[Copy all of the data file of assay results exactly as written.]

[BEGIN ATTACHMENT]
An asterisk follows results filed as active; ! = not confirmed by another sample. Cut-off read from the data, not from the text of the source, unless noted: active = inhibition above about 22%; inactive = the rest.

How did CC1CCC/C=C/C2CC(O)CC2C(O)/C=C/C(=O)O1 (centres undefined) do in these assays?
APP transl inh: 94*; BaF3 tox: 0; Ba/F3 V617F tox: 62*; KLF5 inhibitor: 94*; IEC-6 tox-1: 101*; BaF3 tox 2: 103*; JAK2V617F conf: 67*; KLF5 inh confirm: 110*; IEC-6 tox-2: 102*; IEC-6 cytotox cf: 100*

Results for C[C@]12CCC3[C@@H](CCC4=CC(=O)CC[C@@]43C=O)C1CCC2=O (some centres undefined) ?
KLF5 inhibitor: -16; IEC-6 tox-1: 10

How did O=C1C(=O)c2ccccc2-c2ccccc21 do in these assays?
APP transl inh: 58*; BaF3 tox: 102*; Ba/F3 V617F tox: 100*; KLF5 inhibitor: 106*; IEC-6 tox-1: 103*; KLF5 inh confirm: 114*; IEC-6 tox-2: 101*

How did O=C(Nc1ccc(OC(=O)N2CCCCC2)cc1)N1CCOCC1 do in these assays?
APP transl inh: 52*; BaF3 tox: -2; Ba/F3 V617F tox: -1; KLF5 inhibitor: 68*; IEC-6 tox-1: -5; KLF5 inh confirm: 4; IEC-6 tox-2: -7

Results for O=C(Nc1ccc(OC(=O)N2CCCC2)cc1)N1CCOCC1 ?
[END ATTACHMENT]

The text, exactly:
An asterisk follows results filed as active; ! = not confirmed by another sample. Cut-off read from the data, not from the text of the source, unless noted: active = inhibition above about 22%; inactive = the rest.

How did CC1CCC/C=C/C2CC(O)CC2C(O)/C=C/C(=O)O1 (centres undefined) do in these assays?
APP transl inh: 94*; BaF3 tox: 0; Ba/F3 V617F tox: 62*; KLF5 inhibitor: 94*; IEC-6 tox-1: 101*; BaF3 tox 2: 103*; JAK2V617F conf: 67*; KLF5 inh confirm: 110*; IEC-6 tox-2: 102*; IEC-6 cytotox cf: 100*

Results for C[C@]12CCC3[C@@H](CCC4=CC(=O)CC[C@@]43C=O)C1CCC2=O (some centres undefined) ?
KLF5 inhibitor: -16; IEC-6 tox-1: 10

How did O=C1C(=O)c2ccccc2-c2ccccc21 do in these assays?
APP transl inh: 58*; BaF3 tox: 102*; Ba/F3 V617F tox: 100*; KLF5 inhibitor: 106*; IEC-6 tox-1: 103*; KLF5 inh confirm: 114*; IEC-6 tox-2: 101*

How did O=C(Nc1ccc(OC(=O)N2CCCCC2)cc1)N1CCOCC1 do in these assays?
APP transl inh: 52*; BaF3 tox: -2; Ba/F3 V617F tox: -1; KLF5 inhibitor: 68*; IEC-6 tox-1: -5; KLF5 inh confirm: 4; IEC-6 tox-2: -7

Results for O=C(Nc1ccc(OC(=O)N2CCCC2)cc1)N1CCOCC1 ?